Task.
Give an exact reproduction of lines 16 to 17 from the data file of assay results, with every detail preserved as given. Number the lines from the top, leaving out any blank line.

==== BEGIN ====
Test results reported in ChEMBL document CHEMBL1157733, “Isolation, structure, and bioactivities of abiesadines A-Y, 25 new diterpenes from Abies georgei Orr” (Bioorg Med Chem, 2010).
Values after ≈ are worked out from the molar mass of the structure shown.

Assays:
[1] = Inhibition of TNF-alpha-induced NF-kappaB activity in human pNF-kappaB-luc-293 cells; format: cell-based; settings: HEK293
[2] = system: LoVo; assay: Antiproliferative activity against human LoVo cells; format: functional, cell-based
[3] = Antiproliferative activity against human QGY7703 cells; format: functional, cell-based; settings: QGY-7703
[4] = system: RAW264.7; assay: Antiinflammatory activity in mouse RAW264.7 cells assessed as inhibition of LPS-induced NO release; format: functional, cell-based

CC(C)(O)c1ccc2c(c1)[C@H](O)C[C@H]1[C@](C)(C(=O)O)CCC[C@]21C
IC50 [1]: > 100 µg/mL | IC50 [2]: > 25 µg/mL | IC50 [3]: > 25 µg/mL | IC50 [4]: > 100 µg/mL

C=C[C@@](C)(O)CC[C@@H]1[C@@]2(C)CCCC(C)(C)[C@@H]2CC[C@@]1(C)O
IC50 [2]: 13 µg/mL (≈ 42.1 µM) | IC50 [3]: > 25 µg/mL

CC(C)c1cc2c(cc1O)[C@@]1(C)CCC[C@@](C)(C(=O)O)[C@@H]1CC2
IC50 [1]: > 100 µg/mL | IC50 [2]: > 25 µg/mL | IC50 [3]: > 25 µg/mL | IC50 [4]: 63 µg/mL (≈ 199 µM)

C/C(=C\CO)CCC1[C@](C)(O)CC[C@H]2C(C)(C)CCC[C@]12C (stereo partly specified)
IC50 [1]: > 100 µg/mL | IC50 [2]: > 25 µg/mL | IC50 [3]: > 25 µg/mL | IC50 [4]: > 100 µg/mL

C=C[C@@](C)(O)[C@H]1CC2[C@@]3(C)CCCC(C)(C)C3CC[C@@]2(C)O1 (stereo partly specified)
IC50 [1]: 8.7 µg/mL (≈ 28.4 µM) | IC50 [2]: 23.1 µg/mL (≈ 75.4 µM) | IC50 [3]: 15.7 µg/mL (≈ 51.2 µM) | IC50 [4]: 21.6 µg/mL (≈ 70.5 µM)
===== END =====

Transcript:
C=C[C@@](C)(O)[C@H]1CC2[C@@]3(C)CCCC(C)(C)C3CC[C@@]2(C)O1 (stereo partly specified)
IC50 [1]: 8.7 µg/mL (≈ 28.4 µM) | IC50 [2]: 23.1 µg/mL (≈ 75.4 µM) | IC50 [3]: 15.7 µg/mL (≈ 51.2 µM) | IC50 [4]: 21.6 µg/mL (≈ 70.5 µM)